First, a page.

The Normans in Wales

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Nest ferch Rhys, the 12th century Welsh princess, is the heroine of my fiction trilogy, Conquest. Nest was wife or mistress to a Norman king, a Welsh prince, and the Norman constables of Pembroke and Cardigan castles. Interpretations of the few facts known about Nest ferch Rhys vary greatly. In my novels I am attempting to imagine and tell her complex story from her perspective. I will be talking with bookshop visitors and signing copies of my books on Friday 28 July 11am at Victoria Bookshop, Haverfordwest.

Victoria Bookshop

And on Sunday 30 July at 1pm, I am giving a guided walk around Carew Castle, which was one of Nest’s main residences, built by her first husband, Gerald FitzWalter, the Norman steward of Pembroke Castle. I will be talking about the historical facts behind my fiction. Taffire Theatre Company are also presenting an outdoor performance on Nest’s life on the same day at 11am and 3pm.

Carew Castle events

Stepping into medieval London

Dunstable Swan Jewel from the British Museum
The Dunstable Swan Jewel

‘The only plagues of London are the immoderate drinking of fools and the frequency of fires’ wrote William Fitz Stephen in his account of the city in the 12th century.

On a recent trip to Cambridge, Massachusetts I came across a little book called Norman London in a second-hand bookshop. The book contained Fitz Stephen’s account of London written sometime before 1183, together with an essay by Frank Stenton and map research on 12th century London by Marjorie B. Honeybourne. The book was a silvermine for my research as a historical novelist and it is ironic that I travelled to a second-hand bookshop in Massachusetts (the wonderful Raven Books) to find it.

Last year my novel, Conquest: Daughter of the Last King, was published by Impress Books. It is the first in the trilogy charting the life of Nest ferch Rhys who was a potent symbol in the struggles between the Normans and the Welsh. The second book in the trilogy, Conquest: The Drowned Court, will be published this autumn. Nest was one of the many mistresses of the Norman king Henry I and parts of the novels are set in London.

Guildhall._Engraved_by_E.Shirt_after_a_drawing_by_Prattent._c.1805.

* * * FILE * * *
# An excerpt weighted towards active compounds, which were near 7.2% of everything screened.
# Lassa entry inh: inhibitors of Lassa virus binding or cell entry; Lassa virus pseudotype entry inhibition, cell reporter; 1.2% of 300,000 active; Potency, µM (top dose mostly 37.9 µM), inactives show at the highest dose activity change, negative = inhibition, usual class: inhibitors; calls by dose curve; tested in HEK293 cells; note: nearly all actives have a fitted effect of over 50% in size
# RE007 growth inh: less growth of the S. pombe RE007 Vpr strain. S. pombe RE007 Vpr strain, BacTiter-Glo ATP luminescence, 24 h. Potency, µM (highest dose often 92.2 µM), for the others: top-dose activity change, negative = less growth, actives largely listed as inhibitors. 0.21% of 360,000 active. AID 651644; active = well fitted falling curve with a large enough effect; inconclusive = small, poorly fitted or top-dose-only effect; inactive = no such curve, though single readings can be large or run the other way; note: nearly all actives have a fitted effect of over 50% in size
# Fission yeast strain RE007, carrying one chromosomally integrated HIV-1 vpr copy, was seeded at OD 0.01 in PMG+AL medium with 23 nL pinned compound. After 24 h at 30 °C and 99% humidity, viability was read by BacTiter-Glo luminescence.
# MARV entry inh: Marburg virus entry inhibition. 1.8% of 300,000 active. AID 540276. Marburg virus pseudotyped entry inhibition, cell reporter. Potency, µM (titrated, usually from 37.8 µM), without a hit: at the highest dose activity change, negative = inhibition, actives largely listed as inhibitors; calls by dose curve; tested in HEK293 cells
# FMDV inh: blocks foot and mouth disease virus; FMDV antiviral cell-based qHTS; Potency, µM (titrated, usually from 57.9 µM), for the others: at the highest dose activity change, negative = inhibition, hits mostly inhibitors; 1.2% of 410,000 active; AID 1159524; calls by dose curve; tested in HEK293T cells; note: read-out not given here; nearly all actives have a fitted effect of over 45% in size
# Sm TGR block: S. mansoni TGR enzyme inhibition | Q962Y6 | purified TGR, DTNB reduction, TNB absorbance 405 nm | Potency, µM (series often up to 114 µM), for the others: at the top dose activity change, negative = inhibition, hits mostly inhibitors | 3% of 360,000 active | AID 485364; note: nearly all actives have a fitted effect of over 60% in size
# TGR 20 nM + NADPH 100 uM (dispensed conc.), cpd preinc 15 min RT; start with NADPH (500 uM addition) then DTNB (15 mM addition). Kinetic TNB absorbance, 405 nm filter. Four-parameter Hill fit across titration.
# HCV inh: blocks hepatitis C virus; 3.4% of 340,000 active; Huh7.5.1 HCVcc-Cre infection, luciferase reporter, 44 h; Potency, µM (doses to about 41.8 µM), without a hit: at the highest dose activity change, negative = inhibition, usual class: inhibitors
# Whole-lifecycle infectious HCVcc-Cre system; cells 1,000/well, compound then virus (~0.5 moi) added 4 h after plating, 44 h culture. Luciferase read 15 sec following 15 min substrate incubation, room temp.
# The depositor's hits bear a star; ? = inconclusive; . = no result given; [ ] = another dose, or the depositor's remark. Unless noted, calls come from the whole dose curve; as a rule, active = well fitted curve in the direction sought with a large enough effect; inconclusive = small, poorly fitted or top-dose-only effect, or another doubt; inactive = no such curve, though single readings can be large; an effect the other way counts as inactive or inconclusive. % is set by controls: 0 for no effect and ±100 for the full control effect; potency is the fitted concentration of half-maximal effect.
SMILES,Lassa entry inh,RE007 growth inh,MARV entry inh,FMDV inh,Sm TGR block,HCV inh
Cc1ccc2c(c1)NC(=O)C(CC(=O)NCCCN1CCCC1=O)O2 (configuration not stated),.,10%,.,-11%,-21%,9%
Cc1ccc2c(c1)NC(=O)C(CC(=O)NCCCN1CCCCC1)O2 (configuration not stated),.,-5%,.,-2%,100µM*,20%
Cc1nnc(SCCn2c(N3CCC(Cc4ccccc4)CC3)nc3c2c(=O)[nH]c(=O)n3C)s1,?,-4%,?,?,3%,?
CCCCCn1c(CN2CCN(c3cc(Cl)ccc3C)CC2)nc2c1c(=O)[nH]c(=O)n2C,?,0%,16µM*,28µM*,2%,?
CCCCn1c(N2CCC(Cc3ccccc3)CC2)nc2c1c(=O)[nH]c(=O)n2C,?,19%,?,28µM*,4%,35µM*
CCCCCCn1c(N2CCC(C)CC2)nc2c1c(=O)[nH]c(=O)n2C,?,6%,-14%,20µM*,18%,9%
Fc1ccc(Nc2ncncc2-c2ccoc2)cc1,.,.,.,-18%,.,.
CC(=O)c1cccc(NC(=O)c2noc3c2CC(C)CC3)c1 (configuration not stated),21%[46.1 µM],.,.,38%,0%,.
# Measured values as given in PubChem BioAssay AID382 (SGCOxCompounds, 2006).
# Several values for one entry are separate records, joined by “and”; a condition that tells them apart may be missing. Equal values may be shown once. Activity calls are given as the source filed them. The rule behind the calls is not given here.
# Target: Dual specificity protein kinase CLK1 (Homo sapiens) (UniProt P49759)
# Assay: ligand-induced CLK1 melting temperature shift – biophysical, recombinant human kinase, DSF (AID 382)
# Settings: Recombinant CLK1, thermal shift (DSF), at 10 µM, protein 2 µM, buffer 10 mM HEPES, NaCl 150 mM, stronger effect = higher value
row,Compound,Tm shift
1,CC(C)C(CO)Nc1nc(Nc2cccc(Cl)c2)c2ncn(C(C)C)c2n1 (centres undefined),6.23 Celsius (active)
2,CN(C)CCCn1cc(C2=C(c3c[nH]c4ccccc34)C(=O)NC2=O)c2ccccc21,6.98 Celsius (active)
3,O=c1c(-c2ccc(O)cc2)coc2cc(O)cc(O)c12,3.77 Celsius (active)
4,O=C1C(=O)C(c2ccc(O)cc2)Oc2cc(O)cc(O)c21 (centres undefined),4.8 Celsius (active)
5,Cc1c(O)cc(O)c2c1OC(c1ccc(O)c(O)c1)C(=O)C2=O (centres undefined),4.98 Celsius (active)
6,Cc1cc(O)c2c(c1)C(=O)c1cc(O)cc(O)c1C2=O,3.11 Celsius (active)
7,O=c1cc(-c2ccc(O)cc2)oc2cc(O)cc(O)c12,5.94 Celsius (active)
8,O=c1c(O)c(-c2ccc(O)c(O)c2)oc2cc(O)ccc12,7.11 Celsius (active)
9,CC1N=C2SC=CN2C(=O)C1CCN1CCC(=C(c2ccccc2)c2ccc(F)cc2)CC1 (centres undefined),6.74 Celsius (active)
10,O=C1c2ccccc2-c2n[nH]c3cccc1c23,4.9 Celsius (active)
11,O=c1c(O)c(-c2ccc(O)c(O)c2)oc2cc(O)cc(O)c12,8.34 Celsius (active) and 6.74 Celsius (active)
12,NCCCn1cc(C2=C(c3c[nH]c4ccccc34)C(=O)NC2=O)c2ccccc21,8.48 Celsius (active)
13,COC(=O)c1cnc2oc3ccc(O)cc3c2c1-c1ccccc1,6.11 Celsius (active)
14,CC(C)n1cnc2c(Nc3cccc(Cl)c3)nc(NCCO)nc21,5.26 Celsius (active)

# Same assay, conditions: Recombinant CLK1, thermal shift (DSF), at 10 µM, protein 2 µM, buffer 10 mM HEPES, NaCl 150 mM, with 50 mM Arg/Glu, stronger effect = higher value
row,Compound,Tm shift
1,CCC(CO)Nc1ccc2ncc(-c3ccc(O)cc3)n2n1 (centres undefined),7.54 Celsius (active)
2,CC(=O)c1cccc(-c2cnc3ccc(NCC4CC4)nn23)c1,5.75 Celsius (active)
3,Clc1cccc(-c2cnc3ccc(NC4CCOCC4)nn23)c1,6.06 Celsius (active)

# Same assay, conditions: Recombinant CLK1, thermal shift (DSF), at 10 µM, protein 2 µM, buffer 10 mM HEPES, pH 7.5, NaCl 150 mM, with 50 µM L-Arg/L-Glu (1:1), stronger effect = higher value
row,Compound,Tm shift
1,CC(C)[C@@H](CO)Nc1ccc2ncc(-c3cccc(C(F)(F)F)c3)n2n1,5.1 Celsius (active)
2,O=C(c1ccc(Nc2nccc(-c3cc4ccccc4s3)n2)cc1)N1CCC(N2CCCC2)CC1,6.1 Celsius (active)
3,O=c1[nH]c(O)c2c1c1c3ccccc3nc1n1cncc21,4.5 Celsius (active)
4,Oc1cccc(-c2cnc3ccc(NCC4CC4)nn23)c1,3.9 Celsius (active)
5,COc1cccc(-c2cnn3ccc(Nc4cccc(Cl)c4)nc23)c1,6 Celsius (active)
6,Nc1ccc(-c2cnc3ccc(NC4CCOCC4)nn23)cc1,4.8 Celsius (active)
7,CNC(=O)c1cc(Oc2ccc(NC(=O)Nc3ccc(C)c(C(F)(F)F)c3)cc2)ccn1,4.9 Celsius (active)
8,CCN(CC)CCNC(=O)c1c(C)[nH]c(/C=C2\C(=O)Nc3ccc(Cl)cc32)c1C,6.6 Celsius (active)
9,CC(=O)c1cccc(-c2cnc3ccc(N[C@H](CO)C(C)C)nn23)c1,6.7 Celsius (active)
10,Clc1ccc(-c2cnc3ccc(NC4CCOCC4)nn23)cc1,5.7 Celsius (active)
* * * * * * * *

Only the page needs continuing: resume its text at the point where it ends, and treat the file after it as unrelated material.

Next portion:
The complicated business of the great 12th century city was conducted by the aldermen of London in the Husting which met in the Guildhall every Monday. Husting is a Scandinavian word and it is likely that this city institution had its origin during the Scandinavian occupation of London in the time of King Alfred. The Husting was the court of civil business hearing pleas on debts, land disputes, land gifts, regulating foreign merchants, controlling weights and measures.

Stepping into Medieval Worlds is an illustrated talk on Norman London that I will be presenting at The Guildhall Library on 8 June. It will address the literary sources for my fiction, including Fitz Stephen’s account. It is exciting to be speaking on this topic at the site of the 12th century Husting in the Guildhall which is on a street, Aldermanbury, named after those aldermen in Norman London. I will talk about the range of medieval literary sources I employ to construct the fictional worlds of my novels including Orderic Vitalis’ chronicle of the ‘extremely unrestrained’ Normans, viking poems, recipe books, maps, and medical manuals from the Middle Ages, the songs of the female troubadours, and the lascivious writings of medieval archbishops and dukes.

Stepping into Medieval Worlds

Thursday 8 June 2017, 6-8pm

Guildhall Library, Aldermanbury, London EC2V 7HH

Tickets: £5.90 includes wine reception. Book at:

https://steppingintomedivalworlds.eventbrite.co.uk

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Carew Castle, Wales

I have more author talks coming up soon in Wales:

Fri 28 July 11am Victoria Books, Haverfordwest

Sun 30 July 1pm Carew Castle

Sat 23 September 10am-4pm Narberth Book Fair

Sat 30 September 11am Tenby Library in Tenby Arts Festival

Sat 14 Sept 10.30am Pembroke Dock Library for National Book Month.

 

 

 

Image credits:

The Dunstable Swan Jewel in the British Museum (Wikimedia photo by Ealdgyth)

The Guildhall, engraved by E.Shirt after a drawing by Prattent, c.1805 (Wikimedia)

Carew Castle, Wales (Wikimedia photo by Nilfanion).

 

Final rewrite